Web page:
Historic Hazel Loop
Most of the trails in Shenandoah National Park are old roads, vestiges of the mountain communities that dotted the hillsides prior to the park. This loop passes by countless homesites in the hills around Hazel Mountain on the outskirts of Sperryville.
- 12.4 miles
- Running time
- 2.5–4 hours
- Total ascent/descent
- 3,300 feet
- GPX file
- What to wear
From the gate, gradually climb Hungry Horse Lane along the Hazel River for 0.3 miles. Intersect the Hazel River Trail and continue along the river for a short distance to Sam’s Ridge Trail.
Take a left onto Sam’s Ridge and begin the steep ascent, climbing nearly 1,500 feet in less than two miles. There is a homesite just off the trail to the left, at around 2,450 feet of elevation (see the 1933 map below). After 2.4 miles, intersect the Broad Hollow Trail and take a left.
Descend down Broad Hollow for 2.2 miles, passing by a a still-standing mountain homestead about halfway down. After passing the homesite, you will step right over the well-preserved springbox. As noted in the Virginia DHR Reconnaissance Level Survey (078-5165), there are also granite fieldstones marking a family cemetery to the west of the trail.
Broad Hollow ends at Rolling Road. Take a right and follow the gravel road for 0.4 miles to the Pine Hill Gap Trailhead.
Take the Pine Hill Gap Trail and begin the second climb of the day. You will pass right by a hard-to-see homestead at around 2,300 feet elevation (see the 1933 map below).
At the top of the climb, near mile 6.8, the trail becomes the Hazel Mountain Trail. Within 20 feet of the post, look for an unofficial trail off to the left to a spectacular view of Old Rag, Nicholson Hollow, and Stony Man.
Continue on the Hazel Mountain Trail. For the next 1.5 miles you will intersect several trails, evidence of the bustling community that was here in the early Twentieth Century. The Hazel Mountain trail, which you are on, was once a major road that connected the Hazel Mountain area to Beach Spring Hollow, on the outskirts of Sperryville.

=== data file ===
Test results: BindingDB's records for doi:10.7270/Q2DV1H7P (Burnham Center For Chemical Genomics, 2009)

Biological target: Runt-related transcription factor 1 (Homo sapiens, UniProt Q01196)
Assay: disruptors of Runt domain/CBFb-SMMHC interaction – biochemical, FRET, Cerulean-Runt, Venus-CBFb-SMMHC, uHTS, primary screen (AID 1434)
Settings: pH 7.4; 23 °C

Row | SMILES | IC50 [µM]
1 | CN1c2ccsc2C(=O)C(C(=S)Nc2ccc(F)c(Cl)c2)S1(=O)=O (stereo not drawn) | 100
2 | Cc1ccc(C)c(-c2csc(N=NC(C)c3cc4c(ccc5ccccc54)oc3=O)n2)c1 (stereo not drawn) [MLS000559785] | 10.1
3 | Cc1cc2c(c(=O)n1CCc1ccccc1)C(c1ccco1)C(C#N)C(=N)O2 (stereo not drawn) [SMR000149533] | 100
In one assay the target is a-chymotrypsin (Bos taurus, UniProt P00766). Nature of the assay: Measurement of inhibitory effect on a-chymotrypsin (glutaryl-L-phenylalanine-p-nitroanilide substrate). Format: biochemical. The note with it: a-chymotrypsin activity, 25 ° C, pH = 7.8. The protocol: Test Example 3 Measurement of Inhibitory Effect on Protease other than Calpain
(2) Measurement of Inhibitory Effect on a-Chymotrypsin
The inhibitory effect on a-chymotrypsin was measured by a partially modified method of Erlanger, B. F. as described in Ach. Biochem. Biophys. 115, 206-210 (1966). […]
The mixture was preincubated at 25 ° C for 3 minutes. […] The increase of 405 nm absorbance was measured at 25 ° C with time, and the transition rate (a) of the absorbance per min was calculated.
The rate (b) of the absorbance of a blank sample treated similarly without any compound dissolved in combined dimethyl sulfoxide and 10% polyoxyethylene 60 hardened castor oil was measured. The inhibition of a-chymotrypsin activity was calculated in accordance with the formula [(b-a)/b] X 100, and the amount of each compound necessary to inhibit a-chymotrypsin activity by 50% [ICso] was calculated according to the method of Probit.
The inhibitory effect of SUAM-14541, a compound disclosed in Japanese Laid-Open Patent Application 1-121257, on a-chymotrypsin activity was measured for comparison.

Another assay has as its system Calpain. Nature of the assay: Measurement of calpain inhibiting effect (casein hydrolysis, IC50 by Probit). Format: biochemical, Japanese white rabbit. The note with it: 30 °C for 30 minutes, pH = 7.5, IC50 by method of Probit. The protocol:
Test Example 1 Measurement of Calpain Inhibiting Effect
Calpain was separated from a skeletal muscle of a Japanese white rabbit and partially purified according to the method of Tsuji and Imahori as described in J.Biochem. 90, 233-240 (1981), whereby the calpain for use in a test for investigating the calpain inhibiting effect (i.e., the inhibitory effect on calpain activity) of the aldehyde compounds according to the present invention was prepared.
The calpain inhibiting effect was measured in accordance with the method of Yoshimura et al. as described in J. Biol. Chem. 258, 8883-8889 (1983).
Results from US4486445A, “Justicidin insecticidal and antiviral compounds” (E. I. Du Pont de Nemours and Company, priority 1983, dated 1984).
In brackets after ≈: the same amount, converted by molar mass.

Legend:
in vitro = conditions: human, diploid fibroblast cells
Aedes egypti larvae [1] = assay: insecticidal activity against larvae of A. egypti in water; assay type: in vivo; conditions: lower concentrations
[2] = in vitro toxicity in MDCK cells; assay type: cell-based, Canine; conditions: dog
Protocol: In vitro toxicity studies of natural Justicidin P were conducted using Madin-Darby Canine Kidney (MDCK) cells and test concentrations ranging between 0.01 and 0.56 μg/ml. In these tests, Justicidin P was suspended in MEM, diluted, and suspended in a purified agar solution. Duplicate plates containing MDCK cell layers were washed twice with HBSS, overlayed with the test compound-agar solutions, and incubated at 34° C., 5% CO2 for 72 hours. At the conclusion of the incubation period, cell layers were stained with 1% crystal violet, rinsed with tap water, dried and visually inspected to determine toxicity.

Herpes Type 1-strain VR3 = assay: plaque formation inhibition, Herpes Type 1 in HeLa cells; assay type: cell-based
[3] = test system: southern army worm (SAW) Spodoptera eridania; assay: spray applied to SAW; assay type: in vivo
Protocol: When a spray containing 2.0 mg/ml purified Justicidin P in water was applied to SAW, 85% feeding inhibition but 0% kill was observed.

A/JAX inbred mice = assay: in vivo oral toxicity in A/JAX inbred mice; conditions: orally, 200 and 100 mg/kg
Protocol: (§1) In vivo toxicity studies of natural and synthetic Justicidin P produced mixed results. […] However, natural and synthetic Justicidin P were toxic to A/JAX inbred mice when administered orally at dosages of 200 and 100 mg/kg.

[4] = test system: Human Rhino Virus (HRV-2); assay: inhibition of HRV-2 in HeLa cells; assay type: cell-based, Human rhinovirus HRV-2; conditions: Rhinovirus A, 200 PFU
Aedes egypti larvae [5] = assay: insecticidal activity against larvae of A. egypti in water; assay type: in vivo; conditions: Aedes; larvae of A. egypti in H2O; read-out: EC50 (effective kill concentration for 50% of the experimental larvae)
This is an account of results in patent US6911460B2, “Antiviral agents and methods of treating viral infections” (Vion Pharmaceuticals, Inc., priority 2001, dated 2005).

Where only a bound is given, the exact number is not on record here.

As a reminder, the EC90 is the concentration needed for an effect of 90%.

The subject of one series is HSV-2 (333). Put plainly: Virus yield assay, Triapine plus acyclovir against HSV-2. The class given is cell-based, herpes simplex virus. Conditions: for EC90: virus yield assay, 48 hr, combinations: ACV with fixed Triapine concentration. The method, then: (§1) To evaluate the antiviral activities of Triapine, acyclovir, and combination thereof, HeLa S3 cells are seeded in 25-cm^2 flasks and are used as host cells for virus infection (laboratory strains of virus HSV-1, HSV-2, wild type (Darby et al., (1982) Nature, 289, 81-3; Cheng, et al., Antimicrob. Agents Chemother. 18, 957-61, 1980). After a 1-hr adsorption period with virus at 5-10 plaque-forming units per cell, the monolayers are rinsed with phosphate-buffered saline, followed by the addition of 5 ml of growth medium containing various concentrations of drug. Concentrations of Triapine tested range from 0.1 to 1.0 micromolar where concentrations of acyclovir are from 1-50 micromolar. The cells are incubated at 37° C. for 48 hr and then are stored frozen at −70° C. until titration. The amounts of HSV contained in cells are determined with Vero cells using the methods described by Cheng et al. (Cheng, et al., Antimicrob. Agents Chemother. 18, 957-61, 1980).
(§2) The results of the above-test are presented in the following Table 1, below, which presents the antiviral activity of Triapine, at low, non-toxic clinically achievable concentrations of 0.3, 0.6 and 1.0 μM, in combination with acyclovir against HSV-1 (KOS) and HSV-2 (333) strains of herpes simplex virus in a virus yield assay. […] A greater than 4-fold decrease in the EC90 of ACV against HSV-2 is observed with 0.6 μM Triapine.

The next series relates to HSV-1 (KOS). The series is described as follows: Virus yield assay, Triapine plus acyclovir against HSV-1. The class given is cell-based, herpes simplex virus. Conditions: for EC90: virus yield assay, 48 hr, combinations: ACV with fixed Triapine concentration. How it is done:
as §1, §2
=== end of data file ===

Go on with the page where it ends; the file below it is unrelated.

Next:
In 0.35 miles, intersect the Hot Short Mountain Trail. Stay right on Hazel Mountain. In another 0.5 miles intersect the Catlett Mountain Trail and, again, stay right on Hazel Mountain. In another 0.5 miles come to a third trail intersection with the Sam’s Ridge Trail. Near this crossroads was the Hazel School.
Bear left, staying on the Hazel Mountain Trail, for 0.2 miles and the intersection with the Hazel River Trail. Take a right onto the Hazel River Trail and enjoy a nice, runnable downhill on an old roadbed.
Near mile 10, at 1,900 feet of elevation, look for a well-preserved homesite down and to the right. As noted in the Virginia DHR Archaeological Site Record 44RA0112:
The site appears to be one of the largest and most well preserved farm/homesites in the park, containing a house foundation with full standing chimney, three outbuilding foundations, a spring house, spring box, and extensive agricultural activity.
At 10.5 miles, intersect the White Rocks Trail coming in from the left. Stay on the Hazel River Trail and crisscross the river for 1.5 miles, passing by a few more homesites.
At the road, it is 0.3 miles down Hungry Horse Lane back to your car.
Thanks to Quatro Hubbard and the Virginia Department of Historic Resources, we have several archaeological site records for some of the historical features on this loop:
- The homesite and cemetery along the Broad Hollow Trail (mile 3.5): Virginia DHR Archaeological Site Record 44RA0046 and Virginia DHR Reconnaissance Level Survey
- The homesite along the Hazel River Trail (mile 10): Virginia DHR Archaeological Site Record 44RA0112)
Last updated May 11, 2021
What you do is up to you, but you shouldn't rely on these directions alone; they are often not specific enough to navigate by, and may be incorrect or out of date. Review a map beforehand and carry it with you. Tell a friend where you are going and when you plan to return. Do not count on having cell phone service while on the run. The VHTRC is not responsible for your welfare on any of these runs. If you go on one of these runs and get lost, run out of water, get injured, mauled by a bear, or die, or if anything else goes wrong, it's your fault; not ours. You assume all risks here and the VHTRC assumes none at all. Legal issues aside, some of these runs are more remote than others and the VHTRC is not suggesting that you do any of these runs, unless you are prepared to accept full responsibility for yourself.